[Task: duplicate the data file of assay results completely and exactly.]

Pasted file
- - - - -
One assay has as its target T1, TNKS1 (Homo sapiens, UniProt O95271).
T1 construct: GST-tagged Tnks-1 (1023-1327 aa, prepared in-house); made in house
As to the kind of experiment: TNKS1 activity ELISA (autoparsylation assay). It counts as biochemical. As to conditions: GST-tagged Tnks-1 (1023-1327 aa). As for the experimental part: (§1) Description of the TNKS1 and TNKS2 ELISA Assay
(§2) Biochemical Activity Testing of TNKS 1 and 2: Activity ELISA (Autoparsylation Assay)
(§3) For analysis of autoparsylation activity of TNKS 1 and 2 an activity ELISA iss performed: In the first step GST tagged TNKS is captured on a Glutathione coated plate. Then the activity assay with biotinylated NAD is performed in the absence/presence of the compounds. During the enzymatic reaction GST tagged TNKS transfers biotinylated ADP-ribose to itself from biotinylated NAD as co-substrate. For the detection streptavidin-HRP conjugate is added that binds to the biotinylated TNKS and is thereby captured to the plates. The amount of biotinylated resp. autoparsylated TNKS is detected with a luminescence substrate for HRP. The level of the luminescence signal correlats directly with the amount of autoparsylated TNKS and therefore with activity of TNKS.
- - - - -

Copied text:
One assay has as its target T1, TNKS1 (Homo sapiens, UniProt O95271).
T1 construct: GST-tagged Tnks-1 (1023-1327 aa, prepared in-house); made in house
As to the kind of experiment: TNKS1 activity ELISA (autoparsylation assay). It counts as biochemical. As to conditions: GST-tagged Tnks-1 (1023-1327 aa). As for the experimental part: (§1) Description of the TNKS1 and TNKS2 ELISA Assay
(§2) Biochemical Activity Testing of TNKS 1 and 2: Activity ELISA (Autoparsylation Assay)
(§3) For analysis of autoparsylation activity of TNKS 1 and 2 an activity ELISA iss performed: In the first step GST tagged TNKS is captured on a Glutathione coated plate. Then the activity assay with biotinylated NAD is performed in the absence/presence of the compounds. During the enzymatic reaction GST tagged TNKS transfers biotinylated ADP-ribose to itself from biotinylated NAD as co-substrate. For the detection streptavidin-HRP conjugate is added that binds to the biotinylated TNKS and is thereby captured to the plates. The amount of biotinylated resp. autoparsylated TNKS is detected with a luminescence substrate for HRP. The level of the luminescence signal correlats directly with the amount of autoparsylated TNKS and therefore with activity of TNKS.